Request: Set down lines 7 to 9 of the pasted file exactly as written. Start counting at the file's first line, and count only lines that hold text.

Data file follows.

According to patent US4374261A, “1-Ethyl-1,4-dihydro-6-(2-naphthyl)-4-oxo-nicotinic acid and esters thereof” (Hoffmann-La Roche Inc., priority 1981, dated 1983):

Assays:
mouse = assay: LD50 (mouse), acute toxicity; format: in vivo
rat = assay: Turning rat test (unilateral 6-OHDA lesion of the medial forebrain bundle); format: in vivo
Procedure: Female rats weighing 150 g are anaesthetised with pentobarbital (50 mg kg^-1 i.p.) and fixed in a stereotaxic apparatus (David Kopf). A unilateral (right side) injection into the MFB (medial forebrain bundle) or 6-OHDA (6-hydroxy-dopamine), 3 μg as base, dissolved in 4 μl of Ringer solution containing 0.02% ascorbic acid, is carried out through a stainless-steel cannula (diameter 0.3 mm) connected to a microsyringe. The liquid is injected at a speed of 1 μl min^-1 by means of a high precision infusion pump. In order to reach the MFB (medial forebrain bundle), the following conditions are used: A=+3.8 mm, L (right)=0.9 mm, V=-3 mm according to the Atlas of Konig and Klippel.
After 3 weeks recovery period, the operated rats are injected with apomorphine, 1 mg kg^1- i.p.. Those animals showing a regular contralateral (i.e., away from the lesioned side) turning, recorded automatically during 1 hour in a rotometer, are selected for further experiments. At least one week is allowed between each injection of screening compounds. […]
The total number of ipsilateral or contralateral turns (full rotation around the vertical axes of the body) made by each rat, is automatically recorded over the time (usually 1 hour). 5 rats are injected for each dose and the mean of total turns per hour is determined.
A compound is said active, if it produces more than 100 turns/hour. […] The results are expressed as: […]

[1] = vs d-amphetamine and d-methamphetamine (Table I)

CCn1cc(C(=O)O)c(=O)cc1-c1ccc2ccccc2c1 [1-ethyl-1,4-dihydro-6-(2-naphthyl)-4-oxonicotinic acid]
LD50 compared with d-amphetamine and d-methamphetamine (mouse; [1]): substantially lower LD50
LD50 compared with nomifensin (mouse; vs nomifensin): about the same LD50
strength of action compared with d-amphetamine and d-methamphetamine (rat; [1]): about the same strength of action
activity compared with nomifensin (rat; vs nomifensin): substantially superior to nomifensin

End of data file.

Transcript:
The total number of ipsilateral or contralateral turns (full rotation around the vertical axes of the body) made by each rat, is automatically recorded over the time (usually 1 hour). 5 rats are injected for each dose and the mean of total turns per hour is determined.
A compound is said active, if it produces more than 100 turns/hour. […] The results are expressed as: […]

[1] = vs d-amphetamine and d-methamphetamine (Table I)